For those who use charts for trading candle sticks should be very familiar to them. A candle stick plot shows us the open, high low and close of a timeframe with a solid body between the open and close of the candle. The high and low will be represented by “wicks” if the open or close price was not the high or low of the period. There are a numerous candle patterns which form on a regular basis but let us take a look at one which is overlooked by many but can give you a heads up on direction change.
Let me show you a chart. Tell me what do you see?
Most traders would be quick to point out that this is a double bottom formation. They would be right. But can you spot the clue as to when this double bottom was about to change direction? It’s really quite simple and the reason that this pattern forms is too.
It’s Not Just a Double Bottom
In the above chart the price was trending down and found a low at which point the market retraced to retest higher prices. But this isn’t what we are looking for. The pattern we are looking for is the retest of that low followed by a strong rejection of the area signified by a long “pin” type wick on the candle. The 2nd last candle within the highlighted area is the one we are interested in. During the formation of that candle prices dropped to test support of the previous low, and actually briefly broke the low. However this was a “fakeout” and price quickly reversed to end back up near the open and high then continued into the next day. Often this sort of “squeeze” to the extremes brings out momentum in a new direction (or in a continuation) which allows you to profit.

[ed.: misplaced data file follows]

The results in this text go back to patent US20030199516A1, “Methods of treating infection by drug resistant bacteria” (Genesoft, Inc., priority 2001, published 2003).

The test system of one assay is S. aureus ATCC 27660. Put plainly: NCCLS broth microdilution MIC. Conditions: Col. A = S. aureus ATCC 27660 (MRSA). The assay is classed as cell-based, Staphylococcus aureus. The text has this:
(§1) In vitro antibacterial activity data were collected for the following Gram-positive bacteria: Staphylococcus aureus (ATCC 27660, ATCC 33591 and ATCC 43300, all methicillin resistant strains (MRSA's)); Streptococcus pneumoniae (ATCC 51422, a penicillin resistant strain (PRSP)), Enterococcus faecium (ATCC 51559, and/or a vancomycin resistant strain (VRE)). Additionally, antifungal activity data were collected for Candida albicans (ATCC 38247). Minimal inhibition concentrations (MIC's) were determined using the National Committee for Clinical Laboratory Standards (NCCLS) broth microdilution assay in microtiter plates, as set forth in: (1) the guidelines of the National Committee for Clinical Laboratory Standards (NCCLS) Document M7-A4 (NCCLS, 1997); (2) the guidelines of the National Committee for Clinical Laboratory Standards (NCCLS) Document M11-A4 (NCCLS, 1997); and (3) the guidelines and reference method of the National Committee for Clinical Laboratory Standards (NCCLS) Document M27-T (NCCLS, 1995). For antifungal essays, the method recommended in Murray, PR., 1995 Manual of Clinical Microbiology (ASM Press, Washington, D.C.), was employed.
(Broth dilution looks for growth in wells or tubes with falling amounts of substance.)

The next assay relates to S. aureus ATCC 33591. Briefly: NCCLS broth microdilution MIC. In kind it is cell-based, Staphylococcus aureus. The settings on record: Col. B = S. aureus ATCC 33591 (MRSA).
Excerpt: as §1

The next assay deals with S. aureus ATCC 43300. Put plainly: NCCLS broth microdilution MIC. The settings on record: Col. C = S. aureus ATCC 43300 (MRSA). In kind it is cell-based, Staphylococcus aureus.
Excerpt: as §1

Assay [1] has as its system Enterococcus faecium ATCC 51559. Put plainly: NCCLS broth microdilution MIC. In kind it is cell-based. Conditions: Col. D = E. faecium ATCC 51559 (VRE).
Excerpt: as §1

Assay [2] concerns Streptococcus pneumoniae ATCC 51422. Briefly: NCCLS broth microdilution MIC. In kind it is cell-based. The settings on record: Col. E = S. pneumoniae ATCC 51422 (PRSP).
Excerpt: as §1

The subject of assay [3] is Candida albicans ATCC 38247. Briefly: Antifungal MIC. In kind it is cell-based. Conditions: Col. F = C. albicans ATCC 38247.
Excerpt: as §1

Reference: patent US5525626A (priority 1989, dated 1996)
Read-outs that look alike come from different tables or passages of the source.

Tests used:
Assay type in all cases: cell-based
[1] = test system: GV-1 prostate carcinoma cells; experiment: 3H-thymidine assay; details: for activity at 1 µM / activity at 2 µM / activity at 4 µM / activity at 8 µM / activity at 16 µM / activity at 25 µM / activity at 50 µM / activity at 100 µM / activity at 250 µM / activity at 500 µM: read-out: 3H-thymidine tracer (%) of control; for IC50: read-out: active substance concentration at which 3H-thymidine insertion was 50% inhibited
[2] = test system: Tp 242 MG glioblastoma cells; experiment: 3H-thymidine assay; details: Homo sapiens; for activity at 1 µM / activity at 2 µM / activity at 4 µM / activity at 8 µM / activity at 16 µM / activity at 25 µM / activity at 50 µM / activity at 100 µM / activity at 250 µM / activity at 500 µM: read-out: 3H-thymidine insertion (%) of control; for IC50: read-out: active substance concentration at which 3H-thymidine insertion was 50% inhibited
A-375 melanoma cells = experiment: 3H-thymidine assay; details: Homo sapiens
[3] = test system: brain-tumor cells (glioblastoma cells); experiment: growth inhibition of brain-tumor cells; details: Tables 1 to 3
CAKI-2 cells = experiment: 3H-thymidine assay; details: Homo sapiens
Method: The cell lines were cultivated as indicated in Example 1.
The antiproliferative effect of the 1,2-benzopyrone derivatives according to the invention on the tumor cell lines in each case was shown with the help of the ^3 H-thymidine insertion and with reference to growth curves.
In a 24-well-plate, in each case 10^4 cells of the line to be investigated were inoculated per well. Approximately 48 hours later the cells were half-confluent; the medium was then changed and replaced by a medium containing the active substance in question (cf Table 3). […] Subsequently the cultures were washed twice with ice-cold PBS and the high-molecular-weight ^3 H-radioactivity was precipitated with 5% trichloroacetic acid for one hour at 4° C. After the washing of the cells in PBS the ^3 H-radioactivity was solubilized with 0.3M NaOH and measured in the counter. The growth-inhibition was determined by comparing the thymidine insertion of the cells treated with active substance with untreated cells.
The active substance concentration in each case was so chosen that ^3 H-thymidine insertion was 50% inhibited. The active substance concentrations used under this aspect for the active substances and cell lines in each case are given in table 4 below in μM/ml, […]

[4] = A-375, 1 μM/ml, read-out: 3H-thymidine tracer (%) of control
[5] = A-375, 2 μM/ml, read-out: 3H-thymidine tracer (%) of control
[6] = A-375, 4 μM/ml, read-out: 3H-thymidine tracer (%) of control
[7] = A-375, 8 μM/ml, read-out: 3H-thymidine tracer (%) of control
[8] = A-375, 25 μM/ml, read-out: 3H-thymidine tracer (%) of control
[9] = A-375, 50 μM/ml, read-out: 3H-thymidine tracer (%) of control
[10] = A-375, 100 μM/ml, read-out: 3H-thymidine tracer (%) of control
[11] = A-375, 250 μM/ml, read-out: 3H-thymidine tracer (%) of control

So with this in mind let us look at some further examples of these pin type candle formations.
This example is not as clear cut as the first one but nonetheless it’s there. There are clear retests of a resistance area with rejection pins. These are being formed by price moving towards a previous resistance and being quickly rejected by market participants. This pattern should be telling you that lower prices will be achieved as the market tries to find volume at another (lower) price area.
Once you train your eyes to find these types of candles you will notice them time and time again around the ends of trends, at support and resistance and even at Fibonacci retraces. In this above example there were a few long wick candles formed at the top of a trending move. The subsequent break below those candles was the first indication that the direction was changing. Next we got a series of further rejections of highs at resistance. Each rejection produced a good amount of pips to the downside, over 100 pips on the first and nearly 300 on the 2nd.
These patterns happen in most time frames however I would say they are most effective in longer time frames, 60 minute, 4 hour, daily and even weekly. Try an experiment, load up a chart (any chart) switch on to candles, look at tops, bottom and retraces in trending moves and tell me what you see.
Written by Pete Southern from LiveCharts.co.uk